This time of year, reptiles are content to remain quietly in their sunny spots and one can take some spectacular pictures. Therefore, it is highly unlikey that any reptile subject, left unmolested, will pose a danger to a human on the boardwalk. One of the myths we attempt to dispel is that snakes are inherently dangerous. The only venomous snake in the swamp is the Eastern Cottonmouth (Agkistrodon piscivorus piscivorus) shown in the image. The snake in the image kept a watchful eye on us, but never moved, which is as far from aggressive as an animal can be. Left unmolested, this is the behavior we have observed during our decades in the swamp, including the many times we have encountered reptiles in the course of our various duties far from the elevated boardwalk.

Other reptiles out in the sun included an Eastern Mud Turtle (Kinosternon subrubrum subrubrum), a Greenish Rat Snake (Elaphe obsoleta x quadrivittata) in its Bald Cypress (Taxodium distichum) cavity, and a group of Yellow-bellied Sliders (Trachemys scripta scripta) in the main creek channel near Goodson Lake.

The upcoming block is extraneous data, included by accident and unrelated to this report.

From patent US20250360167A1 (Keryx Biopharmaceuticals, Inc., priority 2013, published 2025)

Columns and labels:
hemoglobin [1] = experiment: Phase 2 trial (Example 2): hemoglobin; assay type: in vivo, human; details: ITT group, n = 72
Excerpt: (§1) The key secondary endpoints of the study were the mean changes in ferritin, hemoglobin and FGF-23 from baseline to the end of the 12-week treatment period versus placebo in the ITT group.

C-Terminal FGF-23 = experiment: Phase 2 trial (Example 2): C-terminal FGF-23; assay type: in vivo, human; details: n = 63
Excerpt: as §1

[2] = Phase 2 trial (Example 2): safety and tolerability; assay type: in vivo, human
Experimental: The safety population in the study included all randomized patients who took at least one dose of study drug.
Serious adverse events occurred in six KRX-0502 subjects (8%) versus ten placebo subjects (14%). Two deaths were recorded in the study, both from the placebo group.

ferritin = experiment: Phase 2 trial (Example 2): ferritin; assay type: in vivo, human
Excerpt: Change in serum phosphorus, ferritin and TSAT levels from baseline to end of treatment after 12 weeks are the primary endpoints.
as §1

Images by Mark Musselman

Friday, February 06, 2009

The Bird Book is Coming!

Yesterday, while out on the boardwalk at the Audubon Center at the Francis Beidler Forest, we did see more than ice. As we took pictures of some of the winter resident birds, we recalled that our own Jeff Mollenhauer, director of bird conservation for Audubon South Carolina, will have his book Birding South Carolina: A Guide to 40 Premier Birding Sites published in March!

Even before being hired here, Jeff knew that the Francis Beidler Forest was one of the 40 and prime bird habitat even in the winter. Below is a sample of the birds we saw on yesterday's icy stroll around the boardwalk.